- Brucellosis abortus was introduced in the bison population in Yellowstone Park and also in
Canada's Wood Buffalo National Park (Joly & Messier 2004)
- The infection is not dangerous to bison cows or cattle; only an occasional fetus dies (Lott 2002)
- Bison, elk, and cattle can all be infected with brucellosis as can many other mammals, birds, and even insects (Lott 2003)
- Intense conflicting opinions exist as to what should be done about this disease. (Lott 2002)
- Bacillus anthracis
infects bison through air-borne dust from contaminated soil. (Lott 2002)
- Bison are very susceptible, as are cattle; infections are often fatal, in as little as two or three days.
- This pathogen may have been introduced to bison in northern Canada during the early 1900's. (Dragon et al 1999)
- Genetic study of this pathogen in Canada and the United States shows it is closely related to B. anthracis that infects domestic cattle but that separate strains may infect bison from northern Canada. (Dragon et al 1999)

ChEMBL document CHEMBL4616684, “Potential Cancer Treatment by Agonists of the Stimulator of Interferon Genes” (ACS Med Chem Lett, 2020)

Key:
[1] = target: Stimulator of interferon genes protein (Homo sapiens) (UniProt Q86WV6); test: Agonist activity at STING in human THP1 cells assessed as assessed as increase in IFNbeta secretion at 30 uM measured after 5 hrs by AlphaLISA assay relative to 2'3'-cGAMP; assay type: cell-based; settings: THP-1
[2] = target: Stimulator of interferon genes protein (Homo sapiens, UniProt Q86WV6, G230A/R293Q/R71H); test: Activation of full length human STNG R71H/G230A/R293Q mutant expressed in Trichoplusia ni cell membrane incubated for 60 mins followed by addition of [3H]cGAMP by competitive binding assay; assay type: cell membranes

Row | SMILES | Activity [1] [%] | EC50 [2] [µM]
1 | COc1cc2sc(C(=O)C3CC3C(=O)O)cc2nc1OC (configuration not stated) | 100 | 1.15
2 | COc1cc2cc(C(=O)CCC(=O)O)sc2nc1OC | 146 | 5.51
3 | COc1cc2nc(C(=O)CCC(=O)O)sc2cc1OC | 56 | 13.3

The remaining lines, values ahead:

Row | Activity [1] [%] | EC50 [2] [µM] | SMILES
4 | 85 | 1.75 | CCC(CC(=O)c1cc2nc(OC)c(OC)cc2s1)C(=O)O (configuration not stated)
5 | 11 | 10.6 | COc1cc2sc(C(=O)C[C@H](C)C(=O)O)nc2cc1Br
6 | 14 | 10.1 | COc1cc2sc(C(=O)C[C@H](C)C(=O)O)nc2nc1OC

- In one study of northern Canada bison, sexually mature males were the most likely to become infected and die in late summer. Perhaps their immune system is already stressed by rutting efforts. (Dragon et al 1999)
- Bison experience much less tick predation than elk or moose in the same habitats (Lott 2002)
(Dermacentor albipictus) suck blood of bison hosts. Calves groom 16 times more often than adults, because they can least afford to loose enough blood to feed a tick. (Lott 2002)
- Pasteurella, an infectious bacterial disease,
found in free-ranging bison herds. (Taylor 1996)
- Managed herds can be vaccinated against this pathogen ( Heddleston & Wessman 1973)
- A record in Ohio of Parelaphostrongylus tenuis (Weiss et al 2008)
- This small parasitic nematode infected bison's brains and spinal cords
- This pathogen's known host is mainly white-tailed deer and also elk.
- Many hoofed animals are known to be susceptible, especially moose who share deer habitats.
(Grizmeck 1990) (Marris 2009)
- Captive Breeding
- An estimated 1 million bison on private ranches and farms in North America. (Marris 2009)
- Bison and domestic cattle can interbreed, producing infertile offspring. (Grizmeck 1990)
- Some 65 Plains bison have been kept at the San Diego Zoo since the first two arrived in 1925. (Towne 1976)
- 14 bison from the San Diego Zoo were released in 1973 at the Marine Corps base Camp Pendelton in southern California (Towne 1976)
and still roam free today.
POPULATION AND CONSERVATION STATUS
(Grizmek 1990) (Halbert & Derr 2007) (Lott 2002) (Marris 2009) (McDonald 1981)(Nowak 1999)